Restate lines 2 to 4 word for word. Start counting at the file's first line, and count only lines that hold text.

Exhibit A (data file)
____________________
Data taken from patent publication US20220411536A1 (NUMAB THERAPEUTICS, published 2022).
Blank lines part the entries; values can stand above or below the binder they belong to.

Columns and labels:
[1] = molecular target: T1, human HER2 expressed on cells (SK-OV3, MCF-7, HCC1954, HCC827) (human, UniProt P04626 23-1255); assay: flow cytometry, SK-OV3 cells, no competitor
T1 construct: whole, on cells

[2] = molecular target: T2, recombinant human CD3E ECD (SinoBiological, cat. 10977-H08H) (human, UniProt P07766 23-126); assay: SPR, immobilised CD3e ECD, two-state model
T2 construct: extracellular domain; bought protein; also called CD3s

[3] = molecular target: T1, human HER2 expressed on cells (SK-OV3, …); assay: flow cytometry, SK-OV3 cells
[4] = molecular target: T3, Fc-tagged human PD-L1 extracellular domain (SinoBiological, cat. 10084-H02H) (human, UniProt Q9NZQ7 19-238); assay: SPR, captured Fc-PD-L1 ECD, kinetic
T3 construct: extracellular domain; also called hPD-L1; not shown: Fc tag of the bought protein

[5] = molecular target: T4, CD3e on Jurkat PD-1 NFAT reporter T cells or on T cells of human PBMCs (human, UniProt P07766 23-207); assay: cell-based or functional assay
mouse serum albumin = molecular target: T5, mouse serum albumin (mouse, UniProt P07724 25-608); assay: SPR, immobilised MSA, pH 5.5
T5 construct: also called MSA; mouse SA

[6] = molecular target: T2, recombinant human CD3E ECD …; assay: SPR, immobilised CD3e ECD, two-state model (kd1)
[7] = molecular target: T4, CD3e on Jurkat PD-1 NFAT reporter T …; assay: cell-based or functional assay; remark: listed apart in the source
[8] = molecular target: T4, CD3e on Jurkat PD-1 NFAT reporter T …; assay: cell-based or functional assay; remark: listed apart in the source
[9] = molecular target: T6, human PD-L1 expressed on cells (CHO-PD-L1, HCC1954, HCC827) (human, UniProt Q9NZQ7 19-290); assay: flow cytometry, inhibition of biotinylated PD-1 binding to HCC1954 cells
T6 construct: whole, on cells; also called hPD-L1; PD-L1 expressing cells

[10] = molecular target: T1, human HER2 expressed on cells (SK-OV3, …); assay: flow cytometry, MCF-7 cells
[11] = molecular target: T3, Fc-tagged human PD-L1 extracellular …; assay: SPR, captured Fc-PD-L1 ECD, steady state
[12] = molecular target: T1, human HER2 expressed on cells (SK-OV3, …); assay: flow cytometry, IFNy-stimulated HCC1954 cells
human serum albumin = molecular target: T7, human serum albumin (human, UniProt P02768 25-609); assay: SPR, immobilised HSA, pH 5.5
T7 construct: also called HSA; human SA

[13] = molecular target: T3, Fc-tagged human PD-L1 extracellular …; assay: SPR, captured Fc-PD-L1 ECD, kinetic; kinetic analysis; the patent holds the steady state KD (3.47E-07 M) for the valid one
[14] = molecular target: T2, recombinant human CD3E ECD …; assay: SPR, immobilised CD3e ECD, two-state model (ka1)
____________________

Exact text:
Blank lines part the entries; values can stand above or below the binder they belong to.

Columns and labels:
[1] = molecular target: T1, human HER2 expressed on cells (SK-OV3, MCF-7, HCC1954, HCC827) (human, UniProt P04626 23-1255); assay: flow cytometry, SK-OV3 cells, no competitor